Radical: My Journey out of Islamist Extremism
Maajid Nawaz offers a riveting look at how his time in jail changed his views of Islam and its place in the world.
So why did “a Western-born Muslim who first found his voice of rebellion through a heady diet of American hip-hop, graffiti, and dance” join Hizb ut-Tahrir (HT), a worldwide Islamist organization, and end up languishing in an Egyptian jail for four years?Skip to next paragraph
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Answer: Because Islamism gave his hip-hop identity a badass, exotically foreign sheen – and scared the white racists hounding him more than any rap song ever could. But this very Islamism, which Maajid Nawaz, author (with Tom Bromley) of the riveting Radical: My Journey out of Islamist Extremism succinctly defines as “the desire to impose any given interpretation of Islam over society as law,” had much more in store for him. It plunged an earnest but frightfully ignorant and impressionable young man into conflicts far greater and more dangerous than the neighborhood scuffles he was getting into in Southend, his hometown in the southeastern part of England.
Nawaz, born into a Pakistani-British family in 1978, is today best known as co-founder and chairman of Quilliam, a think tank dedicated to countering the Islamist narrative of Muslim victimhood and revenge. (He may soon make a name for himself in politics; the Liberal Democrats have chosen him to run for a seat in the House of Commons in 2015.) Earlier, he gained renown of a more infamous variety as a rabble-rouser at London’s Newham College and then as an international recruiter for Hizb ut-Tahrir, a group which aims to re-establish the Islamic caliphate not through violence but by convincing high-ranking military figures in any Muslim-majority country to topple the government and proceeding from there.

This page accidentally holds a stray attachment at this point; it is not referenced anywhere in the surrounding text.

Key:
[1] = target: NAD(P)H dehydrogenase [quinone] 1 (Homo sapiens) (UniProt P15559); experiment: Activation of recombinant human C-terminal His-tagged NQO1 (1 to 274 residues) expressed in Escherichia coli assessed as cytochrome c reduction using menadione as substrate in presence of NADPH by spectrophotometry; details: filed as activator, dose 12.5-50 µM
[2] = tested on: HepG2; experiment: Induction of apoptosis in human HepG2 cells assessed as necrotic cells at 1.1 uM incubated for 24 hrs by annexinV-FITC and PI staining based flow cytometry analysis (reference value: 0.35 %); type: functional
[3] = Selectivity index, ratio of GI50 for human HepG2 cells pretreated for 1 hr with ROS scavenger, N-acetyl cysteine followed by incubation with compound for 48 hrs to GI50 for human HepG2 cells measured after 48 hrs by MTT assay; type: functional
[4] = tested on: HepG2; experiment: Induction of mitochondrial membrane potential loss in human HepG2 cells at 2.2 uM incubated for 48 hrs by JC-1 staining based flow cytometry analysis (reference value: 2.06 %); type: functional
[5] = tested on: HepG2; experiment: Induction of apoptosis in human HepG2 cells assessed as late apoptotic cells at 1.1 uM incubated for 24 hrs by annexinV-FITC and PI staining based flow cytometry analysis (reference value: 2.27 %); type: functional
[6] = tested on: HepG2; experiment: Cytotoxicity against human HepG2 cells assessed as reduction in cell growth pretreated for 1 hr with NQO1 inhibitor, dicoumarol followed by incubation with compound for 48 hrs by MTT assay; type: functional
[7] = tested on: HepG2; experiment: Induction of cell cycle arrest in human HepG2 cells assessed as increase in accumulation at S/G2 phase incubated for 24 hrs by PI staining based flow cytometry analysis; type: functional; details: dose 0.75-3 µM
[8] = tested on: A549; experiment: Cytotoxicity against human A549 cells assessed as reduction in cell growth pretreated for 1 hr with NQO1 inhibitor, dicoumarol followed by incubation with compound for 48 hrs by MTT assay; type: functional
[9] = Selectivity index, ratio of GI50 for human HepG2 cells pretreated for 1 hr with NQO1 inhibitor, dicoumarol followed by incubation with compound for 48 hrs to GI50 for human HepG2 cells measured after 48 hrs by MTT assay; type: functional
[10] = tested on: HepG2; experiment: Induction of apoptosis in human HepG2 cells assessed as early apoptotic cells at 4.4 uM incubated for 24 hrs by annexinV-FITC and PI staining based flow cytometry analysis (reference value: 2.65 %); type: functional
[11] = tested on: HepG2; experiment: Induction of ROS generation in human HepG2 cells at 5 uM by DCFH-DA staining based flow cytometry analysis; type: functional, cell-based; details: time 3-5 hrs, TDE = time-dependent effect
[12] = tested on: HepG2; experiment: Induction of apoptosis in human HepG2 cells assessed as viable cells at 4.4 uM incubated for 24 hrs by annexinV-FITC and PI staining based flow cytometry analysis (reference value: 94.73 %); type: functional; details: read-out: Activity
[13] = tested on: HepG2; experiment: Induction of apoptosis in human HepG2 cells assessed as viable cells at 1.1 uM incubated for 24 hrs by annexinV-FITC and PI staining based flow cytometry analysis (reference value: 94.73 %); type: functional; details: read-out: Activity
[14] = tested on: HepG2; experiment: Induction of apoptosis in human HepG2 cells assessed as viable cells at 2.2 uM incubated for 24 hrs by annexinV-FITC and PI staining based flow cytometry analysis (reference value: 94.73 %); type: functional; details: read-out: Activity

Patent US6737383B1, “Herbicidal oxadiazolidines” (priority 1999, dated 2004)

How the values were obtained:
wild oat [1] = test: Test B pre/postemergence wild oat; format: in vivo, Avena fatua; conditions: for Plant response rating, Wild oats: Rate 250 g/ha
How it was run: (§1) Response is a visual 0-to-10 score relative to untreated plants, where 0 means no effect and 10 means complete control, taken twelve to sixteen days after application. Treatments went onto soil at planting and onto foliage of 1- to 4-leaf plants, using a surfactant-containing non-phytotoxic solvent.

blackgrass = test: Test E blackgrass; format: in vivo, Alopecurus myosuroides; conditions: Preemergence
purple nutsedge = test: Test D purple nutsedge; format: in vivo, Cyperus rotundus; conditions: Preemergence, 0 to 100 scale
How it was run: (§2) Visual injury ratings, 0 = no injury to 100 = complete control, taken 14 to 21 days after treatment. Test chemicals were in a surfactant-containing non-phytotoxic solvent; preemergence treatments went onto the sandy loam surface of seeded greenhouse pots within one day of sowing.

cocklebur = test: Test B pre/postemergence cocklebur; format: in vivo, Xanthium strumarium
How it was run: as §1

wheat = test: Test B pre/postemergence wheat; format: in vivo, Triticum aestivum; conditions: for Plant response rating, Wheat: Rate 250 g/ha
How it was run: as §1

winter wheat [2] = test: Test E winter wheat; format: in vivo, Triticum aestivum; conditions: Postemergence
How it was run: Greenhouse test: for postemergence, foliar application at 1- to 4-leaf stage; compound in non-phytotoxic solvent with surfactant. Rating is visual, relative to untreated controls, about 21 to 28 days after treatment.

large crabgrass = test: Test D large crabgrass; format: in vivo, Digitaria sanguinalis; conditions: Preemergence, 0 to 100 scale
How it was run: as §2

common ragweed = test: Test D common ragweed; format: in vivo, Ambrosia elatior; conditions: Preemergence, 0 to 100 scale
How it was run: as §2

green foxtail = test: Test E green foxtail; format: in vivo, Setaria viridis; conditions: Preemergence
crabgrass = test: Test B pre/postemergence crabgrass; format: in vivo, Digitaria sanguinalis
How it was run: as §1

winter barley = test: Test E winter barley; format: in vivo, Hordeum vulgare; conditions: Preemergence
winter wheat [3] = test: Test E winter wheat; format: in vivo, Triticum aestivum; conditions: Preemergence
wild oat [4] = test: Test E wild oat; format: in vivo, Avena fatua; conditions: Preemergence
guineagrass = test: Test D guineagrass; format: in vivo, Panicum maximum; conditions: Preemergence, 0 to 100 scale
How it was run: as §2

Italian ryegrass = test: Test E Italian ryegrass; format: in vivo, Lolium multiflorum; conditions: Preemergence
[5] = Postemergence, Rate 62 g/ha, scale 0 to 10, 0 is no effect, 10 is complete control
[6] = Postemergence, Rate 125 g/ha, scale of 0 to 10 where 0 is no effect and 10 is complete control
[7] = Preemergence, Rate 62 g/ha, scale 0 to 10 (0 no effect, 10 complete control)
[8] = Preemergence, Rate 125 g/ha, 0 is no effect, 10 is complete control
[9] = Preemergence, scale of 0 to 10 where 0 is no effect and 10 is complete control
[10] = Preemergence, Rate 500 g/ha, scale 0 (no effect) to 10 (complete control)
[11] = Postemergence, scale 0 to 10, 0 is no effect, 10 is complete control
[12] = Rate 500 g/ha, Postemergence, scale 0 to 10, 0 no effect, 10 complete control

Another co-founder of Quilliam, Ed Husain (who also attended Newham), wrote an arresting account of his own history as an HT member, “The Islamist: Why I Became an Islamic Fundamentalist, What I Saw Inside, and Why I Left.” The main difference between the two men’s trajectories is shocking, and shows just how firmly fanaticism took hold of Nawaz. When a tough-talking Christian student at Newham was murdered by a non-HT Muslim acquaintance of Nawaz and Husain’s during a knife-fight, a horrified Husain began his slow drift toward moderation. Nawaz, on the other hand, did not suffer any pangs of remorse for helping to foster a climate of Muslim supremacism and hatred of others. Indeed, he went on to recruit for HT in Pakistan and Denmark, was unfazed by the 9/11 terrorist attacks, and made his way to Hosni Mubarak’s Egypt. This proved to be his undoing. In 2002, 24-year-old Nawaz and several others were arrested for HT-related activities under Egypt’s Emergency Laws.
Unlike one of his two British comrades (and many Egyptians he met behind bars), Nawaz was not tortured. Of course, during the more than four years the three Britons were incarcerated following a controversial trial during which they were found guilty of engaging in proscribed political activity, all suffered monumental indignities. Nevertheless, the Mazraat Tora jail, which housed Egyptian political prisoners of all kinds, from Islamists to liberals such as Ayman Nour and Saad Eddin Ibrahim, served as a new and unlikely college-of-sorts for Nawaz. “The studies, conversations, and experiences I gained,” the author writes, “were crucial in overcoming my dogmatic allegiance to the Islamist ideology.”